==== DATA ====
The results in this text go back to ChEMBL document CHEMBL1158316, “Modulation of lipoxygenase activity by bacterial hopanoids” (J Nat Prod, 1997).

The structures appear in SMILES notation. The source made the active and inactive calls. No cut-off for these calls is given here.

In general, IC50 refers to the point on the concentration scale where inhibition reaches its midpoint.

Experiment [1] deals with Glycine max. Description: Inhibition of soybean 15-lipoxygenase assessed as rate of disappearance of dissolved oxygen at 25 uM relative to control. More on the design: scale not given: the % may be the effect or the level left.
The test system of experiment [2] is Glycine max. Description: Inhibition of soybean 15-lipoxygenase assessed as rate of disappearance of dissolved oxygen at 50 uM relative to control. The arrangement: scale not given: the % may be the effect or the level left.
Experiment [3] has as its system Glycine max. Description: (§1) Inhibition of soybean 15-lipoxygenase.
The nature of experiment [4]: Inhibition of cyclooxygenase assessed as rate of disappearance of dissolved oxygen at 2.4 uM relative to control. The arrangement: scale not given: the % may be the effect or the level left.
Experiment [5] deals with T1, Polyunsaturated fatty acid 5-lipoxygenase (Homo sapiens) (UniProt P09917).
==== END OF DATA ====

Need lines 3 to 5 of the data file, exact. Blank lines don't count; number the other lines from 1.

In general, IC50 refers to the point on the concentration scale where inhibition reaches its midpoint.

Experiment [1] deals with Glycine max. Description: Inhibition of soybean 15-lipoxygenase assessed as rate of disappearance of dissolved oxygen at 25 uM relative to control. More on the design: scale not given: the % may be the effect or the level left.
The test system of experiment [2] is Glycine max. Description: Inhibition of soybean 15-lipoxygenase assessed as rate of disappearance of dissolved oxygen at 50 uM relative to control. The arrangement: scale not given: the % may be the effect or the level left.